I’ve gone from having almost non-existent levels of magnesium to having half what is considered normal. Thats where it’s stopped. For ages my levels have refused to budge. Here’s the irony….having chemo depleted my stores of magnesium so I need more but because of the chemo my kidneys can’t retain it.

It’s so very frustrating. Plus on top of the exhaustion, it also causes muscle weakness and cramps.

With limited energy I have to be quite selective about what I do and how I spend my spoons. I’ve mentioned the spoons before. When you have such fatigue it helps to think of what energy you do have as something tangible like spoons. You only get so many spoons a day. Sometimes none at all. There has been a severe spoon shortage just lately and so I’ve been using them sparingly.

I have used some spoons on exciting things. Hopefully soon I will blog about what done from my List for Living but have been too tired to write about!

Happier New Year

This may seem a bit late but pretty much most of Christmas and the New Year has passed me by. There were some lovely moments however far too much of the last few weeks have been a blur of illness, aches and a throat full of the most painful mouth ulcers.

When it gets this bad you have to pause your life. Most of the stuff you want to do just doesn’t happen. You have a constant exhaustion. Meanwhile it seems like everything around you just carries on as normal. Recently there have been some wonderful comments on my blog. Thank you. I’m sorry that I don’t have the energy to reply right now but they’re all read and apperciated.

The three weeks recovery time after chemo no 5 are always the worst because it’s the penultimate load of drugs. The build up of toxic chemicals is horrific. There is no real chance to recover before the final session. Somehow chemo no 6 doesn’t seem quite so awful as you know that the treatment is over. At least for the time being.

So it was on Christmas Eve that I had chemo no 5. This was exactly a year after being told that the disease I’d thought I’d fought off was advanced and would kill me someday soon. What is it about my cancer that ensures I spend Christmas Eve at hospital??

This year there were no mince pies as we waited. It didn’t matter as I’m not allowed to eat on the morning of my chemo anyway. But there was some Christmas cheer on the ward. Especially as my friend Chantal brought along some festive flowers.

I saw the same lovely consultant as the year before. I’ve been her patient for so long. We have shared some Incredible highs….she gave me the all clear from my ever first lot of cancer. And more recently, some terrible lows…on Christmas Eve 2012 she explained that I may only have months to live.

But Christmas Eve 2013 seemed so much more positive. The latest test results were encouraging and showed that the chemo was giving my latest tumour a good kicking. Most importantly I was still alive! Still able to sit in that small, bright room and talk about my future. On the way out I gave my consultant a hug. I thanked her for helping to prolong my life. There’s not many people you can say that to!

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It wasn’t great being in hospital at that time of year. But at least we were all able to leave at the end of the day. There was a unique feeling that we had something special waiting for us when the treatment finished. Normally all you have to look forward to is projectile vomiting and a chemo hangover.

Even my bag of drugs had a Christmassy look. As they slipped into my veins I had a dreamless doze under a thin, blue blanket. When I woke up it was time for Christmas.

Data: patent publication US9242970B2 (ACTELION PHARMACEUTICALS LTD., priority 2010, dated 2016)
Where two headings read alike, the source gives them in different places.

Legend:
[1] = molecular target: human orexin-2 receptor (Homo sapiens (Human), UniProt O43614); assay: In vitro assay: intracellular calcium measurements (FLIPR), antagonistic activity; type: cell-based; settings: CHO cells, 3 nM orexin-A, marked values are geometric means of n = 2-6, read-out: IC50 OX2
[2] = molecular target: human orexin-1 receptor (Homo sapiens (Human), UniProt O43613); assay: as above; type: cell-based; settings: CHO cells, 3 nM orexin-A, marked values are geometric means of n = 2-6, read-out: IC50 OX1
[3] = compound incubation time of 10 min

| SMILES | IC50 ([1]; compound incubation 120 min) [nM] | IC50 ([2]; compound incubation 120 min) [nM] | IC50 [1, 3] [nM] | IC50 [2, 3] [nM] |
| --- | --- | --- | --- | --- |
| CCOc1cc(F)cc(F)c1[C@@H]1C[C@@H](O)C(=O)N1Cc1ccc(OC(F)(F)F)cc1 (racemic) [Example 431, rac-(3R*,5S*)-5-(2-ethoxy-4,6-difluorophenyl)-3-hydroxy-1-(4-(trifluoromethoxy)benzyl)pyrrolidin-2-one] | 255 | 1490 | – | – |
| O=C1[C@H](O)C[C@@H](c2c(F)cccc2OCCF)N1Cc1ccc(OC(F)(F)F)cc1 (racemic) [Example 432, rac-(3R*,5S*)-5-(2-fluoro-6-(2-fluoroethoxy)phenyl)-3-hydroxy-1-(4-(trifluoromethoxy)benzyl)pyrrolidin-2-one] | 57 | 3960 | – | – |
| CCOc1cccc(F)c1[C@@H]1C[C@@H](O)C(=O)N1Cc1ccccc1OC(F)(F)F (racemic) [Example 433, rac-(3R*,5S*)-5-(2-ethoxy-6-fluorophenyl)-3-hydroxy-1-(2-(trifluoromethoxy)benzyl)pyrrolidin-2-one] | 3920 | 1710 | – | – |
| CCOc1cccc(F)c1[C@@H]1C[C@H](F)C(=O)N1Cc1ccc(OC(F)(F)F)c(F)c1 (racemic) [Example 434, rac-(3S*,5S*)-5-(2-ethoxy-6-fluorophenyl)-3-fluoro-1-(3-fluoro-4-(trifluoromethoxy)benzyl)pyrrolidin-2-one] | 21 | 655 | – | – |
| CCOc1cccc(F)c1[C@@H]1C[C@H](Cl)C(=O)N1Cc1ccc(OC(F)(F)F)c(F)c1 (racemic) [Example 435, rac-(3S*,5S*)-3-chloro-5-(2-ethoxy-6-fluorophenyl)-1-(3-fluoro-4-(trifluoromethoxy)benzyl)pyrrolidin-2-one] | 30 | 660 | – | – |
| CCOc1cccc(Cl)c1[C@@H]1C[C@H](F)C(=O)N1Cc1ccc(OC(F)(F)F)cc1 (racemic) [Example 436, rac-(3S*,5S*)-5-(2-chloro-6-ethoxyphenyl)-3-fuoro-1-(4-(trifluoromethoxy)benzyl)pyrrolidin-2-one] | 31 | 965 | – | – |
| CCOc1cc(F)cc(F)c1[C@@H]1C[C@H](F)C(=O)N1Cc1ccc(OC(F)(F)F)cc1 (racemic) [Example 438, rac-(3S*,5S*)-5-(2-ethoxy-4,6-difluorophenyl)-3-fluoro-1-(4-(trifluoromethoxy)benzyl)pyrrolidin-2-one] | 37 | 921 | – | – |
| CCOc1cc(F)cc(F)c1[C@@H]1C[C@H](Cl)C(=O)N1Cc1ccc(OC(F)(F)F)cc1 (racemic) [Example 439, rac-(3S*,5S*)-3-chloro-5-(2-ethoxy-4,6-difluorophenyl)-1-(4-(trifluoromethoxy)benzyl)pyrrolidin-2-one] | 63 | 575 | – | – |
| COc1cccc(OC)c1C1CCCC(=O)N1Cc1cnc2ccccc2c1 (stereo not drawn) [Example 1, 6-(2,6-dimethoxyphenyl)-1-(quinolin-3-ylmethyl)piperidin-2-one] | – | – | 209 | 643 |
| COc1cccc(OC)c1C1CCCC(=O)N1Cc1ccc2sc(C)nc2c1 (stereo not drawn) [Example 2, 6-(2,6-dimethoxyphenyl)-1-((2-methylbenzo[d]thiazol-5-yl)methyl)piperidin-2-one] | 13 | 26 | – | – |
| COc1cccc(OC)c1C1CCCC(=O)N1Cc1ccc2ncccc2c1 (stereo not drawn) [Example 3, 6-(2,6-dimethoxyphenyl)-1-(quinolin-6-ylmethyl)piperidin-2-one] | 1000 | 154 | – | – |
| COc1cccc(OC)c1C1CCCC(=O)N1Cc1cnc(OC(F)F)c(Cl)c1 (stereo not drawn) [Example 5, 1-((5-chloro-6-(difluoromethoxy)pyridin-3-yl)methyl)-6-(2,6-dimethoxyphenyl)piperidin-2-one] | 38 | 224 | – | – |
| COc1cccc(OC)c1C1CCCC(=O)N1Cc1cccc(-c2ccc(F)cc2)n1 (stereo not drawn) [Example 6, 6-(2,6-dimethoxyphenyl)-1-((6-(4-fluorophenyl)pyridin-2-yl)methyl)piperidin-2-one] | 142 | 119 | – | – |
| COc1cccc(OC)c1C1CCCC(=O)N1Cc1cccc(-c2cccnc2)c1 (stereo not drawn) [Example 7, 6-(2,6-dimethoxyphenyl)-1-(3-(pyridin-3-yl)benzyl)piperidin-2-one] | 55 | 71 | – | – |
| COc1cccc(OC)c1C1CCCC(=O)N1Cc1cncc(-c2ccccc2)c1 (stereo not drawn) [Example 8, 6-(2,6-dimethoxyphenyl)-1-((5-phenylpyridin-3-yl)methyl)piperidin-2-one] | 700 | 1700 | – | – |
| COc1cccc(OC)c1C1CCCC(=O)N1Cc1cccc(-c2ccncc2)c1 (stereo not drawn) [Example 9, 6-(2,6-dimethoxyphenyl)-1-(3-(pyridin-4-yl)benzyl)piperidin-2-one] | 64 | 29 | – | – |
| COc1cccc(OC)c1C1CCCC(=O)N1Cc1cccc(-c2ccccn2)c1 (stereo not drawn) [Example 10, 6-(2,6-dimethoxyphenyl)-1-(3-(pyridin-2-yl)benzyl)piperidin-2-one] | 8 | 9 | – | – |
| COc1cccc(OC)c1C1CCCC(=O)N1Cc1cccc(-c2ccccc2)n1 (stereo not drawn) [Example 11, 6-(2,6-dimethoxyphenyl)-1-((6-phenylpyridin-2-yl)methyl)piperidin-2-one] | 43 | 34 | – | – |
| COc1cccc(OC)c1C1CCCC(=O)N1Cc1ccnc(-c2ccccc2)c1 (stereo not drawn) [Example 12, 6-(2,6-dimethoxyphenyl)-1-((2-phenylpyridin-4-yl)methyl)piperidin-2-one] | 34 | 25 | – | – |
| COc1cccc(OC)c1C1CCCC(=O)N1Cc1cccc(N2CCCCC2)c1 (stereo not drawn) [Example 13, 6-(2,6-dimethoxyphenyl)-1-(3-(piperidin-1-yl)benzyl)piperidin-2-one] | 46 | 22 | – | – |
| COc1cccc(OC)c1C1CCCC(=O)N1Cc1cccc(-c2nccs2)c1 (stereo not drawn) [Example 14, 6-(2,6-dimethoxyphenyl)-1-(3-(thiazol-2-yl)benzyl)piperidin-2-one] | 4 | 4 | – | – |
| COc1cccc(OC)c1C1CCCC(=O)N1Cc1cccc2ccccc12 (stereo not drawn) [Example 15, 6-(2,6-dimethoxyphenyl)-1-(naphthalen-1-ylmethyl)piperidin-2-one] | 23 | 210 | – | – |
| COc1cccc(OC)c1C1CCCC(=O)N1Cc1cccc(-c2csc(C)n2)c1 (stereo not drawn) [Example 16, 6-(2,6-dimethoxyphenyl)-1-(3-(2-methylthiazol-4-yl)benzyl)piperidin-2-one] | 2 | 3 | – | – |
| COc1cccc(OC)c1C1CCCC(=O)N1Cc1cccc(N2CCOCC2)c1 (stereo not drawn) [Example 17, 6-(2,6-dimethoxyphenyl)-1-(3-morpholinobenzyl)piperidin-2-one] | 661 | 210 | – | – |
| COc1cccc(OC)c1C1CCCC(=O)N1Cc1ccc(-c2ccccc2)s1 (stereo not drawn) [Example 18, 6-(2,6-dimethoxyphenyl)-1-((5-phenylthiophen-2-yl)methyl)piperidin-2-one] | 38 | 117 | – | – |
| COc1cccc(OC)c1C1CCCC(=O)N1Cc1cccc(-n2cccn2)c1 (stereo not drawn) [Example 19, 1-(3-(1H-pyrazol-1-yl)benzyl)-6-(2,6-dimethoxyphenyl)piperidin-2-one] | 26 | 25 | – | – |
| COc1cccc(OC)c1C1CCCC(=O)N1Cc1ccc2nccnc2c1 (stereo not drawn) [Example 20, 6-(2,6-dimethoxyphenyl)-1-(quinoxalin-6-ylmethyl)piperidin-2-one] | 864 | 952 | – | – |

That night, when we got back, I slept in my own home. I’ve now properly moved to the countryside. Thats no 1 and 2 that I’ve been able to tick off my List for Living! It means I’ve stayed alive long enough to do the most important on my list. As I fell asleep I was happy that this Christmas Eve was much better than the last one.

No 50 on the List for Living


50) Drink champagne in one of the best bars in the world just before Christmas to celebrate still being alive.

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It’s exactly a year since I was told I may only have six months to live!! And here I am, very much alive.

I marked the special day with a festive chemo cocktail at hospital. But I’ve also had some proper celebrations. If you keep beating the odds what else can you do but drink a glass or two of champagne.

Happy Christmas! x

20 on the List for Living

20) Present a BBC Radio 4 programme

Yay! I’ve done something else on my List for Living. Last Sunday I presented the BBC Radio 4 programme, Pick of the Week. It was a very special moment and a privilege to have this opportunity.

This is something that I’d wanted to do for years. When I returned back to Britain from being a foreign correspondent, I enjoyed doing some presenting for the BBC World Service. From time to time I’d front the World Briefing programme. I also wanted to become a presenter at Radio 4. It’s a station which I love reporting for and listening to. But when the cancer returned last year, I had to put that dream on hold.

Writing my List for Living made me realise that it was something I still wanted to do. I applied to join the mentoring scheme run by the Sound Women development group for women working in radio. I was successful and the Radio 4 presenter Martha Kearney became my mentor. With her help and brilliant encouragement I started to try again.

It was an incredible feeling to finally be able to present a show on Radio 4.

I would really like to write more about this but I had more chemo a few days ago. I’m feeling horribly ill. It’s as if I’m in the middle of the worst ever hangover. I can barely stand up. My whole body hurts. Oh and just to make everything seem even worse, almost all my hair has fallen out.

So instead of saying anything more, here is my Pick of the Week and my debut as a Radio 4 presenter!

http://www.bbc.co.uk/programmes/b03df77g

(You’ll have to be quick though as this is only available until Sunday evening.)